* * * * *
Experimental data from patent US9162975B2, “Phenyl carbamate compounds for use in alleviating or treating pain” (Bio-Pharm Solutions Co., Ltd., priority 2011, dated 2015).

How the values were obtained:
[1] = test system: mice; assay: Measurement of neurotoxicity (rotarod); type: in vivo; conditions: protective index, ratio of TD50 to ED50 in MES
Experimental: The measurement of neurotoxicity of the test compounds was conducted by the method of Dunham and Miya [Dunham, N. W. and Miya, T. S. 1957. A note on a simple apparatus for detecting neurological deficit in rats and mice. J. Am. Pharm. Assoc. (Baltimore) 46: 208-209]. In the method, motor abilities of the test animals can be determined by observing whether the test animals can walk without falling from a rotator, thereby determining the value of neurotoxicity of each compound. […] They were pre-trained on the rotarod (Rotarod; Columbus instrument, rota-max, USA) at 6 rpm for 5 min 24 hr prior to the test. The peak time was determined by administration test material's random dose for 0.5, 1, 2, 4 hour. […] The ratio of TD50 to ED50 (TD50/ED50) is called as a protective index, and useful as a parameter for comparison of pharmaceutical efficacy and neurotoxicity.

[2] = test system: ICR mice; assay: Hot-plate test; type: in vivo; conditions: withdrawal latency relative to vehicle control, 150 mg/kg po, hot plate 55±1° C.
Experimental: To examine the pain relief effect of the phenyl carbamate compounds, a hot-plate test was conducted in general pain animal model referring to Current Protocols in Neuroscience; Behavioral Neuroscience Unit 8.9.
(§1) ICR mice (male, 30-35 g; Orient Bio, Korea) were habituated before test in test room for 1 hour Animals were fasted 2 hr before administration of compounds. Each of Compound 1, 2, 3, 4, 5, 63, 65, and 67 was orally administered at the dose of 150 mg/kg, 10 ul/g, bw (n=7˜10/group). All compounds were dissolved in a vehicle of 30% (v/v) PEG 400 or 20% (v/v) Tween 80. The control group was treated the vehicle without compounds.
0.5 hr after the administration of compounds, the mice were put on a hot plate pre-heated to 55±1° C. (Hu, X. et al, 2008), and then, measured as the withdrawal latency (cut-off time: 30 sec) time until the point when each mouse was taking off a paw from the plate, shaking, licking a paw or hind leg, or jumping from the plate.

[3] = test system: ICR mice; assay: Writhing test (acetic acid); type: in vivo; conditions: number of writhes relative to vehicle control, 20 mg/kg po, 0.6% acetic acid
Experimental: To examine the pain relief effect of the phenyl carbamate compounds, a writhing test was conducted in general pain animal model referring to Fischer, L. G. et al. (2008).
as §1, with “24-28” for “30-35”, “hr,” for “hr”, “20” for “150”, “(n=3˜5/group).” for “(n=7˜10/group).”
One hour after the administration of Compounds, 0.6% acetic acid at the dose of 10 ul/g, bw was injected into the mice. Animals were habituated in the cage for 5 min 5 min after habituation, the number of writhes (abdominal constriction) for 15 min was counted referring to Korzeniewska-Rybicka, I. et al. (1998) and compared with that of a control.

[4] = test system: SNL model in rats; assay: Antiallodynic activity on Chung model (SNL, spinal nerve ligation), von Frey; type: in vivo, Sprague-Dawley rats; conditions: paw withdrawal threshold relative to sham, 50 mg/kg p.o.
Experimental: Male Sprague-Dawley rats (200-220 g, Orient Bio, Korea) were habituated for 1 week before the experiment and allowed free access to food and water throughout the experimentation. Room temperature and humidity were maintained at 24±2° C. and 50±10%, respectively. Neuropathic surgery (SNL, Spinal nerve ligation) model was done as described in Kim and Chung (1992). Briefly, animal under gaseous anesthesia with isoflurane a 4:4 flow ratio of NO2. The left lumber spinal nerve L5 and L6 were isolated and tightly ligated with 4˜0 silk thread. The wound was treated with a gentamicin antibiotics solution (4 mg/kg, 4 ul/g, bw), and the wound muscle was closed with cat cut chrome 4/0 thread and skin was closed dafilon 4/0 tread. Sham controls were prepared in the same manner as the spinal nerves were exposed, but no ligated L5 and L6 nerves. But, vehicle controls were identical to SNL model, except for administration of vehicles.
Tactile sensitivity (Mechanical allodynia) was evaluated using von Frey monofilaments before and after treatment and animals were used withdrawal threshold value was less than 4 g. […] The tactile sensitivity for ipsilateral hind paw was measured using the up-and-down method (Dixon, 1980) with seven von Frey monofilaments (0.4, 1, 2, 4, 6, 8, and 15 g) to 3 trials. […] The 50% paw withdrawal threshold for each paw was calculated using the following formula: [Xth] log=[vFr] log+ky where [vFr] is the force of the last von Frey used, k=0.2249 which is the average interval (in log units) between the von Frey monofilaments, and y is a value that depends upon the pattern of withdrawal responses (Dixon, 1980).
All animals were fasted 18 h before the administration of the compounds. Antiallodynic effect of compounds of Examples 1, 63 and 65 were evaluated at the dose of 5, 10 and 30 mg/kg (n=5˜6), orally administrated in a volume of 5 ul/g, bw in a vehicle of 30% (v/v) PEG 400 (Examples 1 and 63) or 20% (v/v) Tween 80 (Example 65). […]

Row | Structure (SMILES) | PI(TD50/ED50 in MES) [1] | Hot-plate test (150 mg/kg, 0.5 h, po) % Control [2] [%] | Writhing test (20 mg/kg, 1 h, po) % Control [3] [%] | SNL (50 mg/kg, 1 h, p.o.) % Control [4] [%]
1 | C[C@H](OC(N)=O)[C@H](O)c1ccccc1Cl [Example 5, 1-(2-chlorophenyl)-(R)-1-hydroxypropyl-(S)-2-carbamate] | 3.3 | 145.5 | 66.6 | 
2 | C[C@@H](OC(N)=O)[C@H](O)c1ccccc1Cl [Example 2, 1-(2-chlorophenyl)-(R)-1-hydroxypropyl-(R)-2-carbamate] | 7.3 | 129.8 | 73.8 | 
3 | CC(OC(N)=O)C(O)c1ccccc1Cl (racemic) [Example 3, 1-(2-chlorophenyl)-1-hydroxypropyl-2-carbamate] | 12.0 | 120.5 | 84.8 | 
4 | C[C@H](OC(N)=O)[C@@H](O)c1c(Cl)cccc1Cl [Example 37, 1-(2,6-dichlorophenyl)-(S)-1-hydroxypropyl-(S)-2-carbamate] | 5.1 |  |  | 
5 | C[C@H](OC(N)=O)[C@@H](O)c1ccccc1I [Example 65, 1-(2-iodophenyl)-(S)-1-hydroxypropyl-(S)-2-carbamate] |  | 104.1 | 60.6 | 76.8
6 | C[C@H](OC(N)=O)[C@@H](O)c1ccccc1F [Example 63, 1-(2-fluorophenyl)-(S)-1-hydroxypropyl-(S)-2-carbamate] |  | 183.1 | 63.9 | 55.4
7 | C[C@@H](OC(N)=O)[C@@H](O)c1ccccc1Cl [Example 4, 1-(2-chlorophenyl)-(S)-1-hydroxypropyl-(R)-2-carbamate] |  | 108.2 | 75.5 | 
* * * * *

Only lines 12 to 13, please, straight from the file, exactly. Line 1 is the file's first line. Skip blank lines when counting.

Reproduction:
One hour after the administration of Compounds, 0.6% acetic acid at the dose of 10 ul/g, bw was injected into the mice. Animals were habituated in the cage for 5 min 5 min after habituation, the number of writhes (abdominal constriction) for 15 min was counted referring to Korzeniewska-Rybicka, I. et al. (1998) and compared with that of a control.

[4] = test system: SNL model in rats; assay: Antiallodynic activity on Chung model (SNL, spinal nerve ligation), von Frey; type: in vivo, Sprague-Dawley rats; conditions: paw withdrawal threshold relative to sham, 50 mg/kg p.o.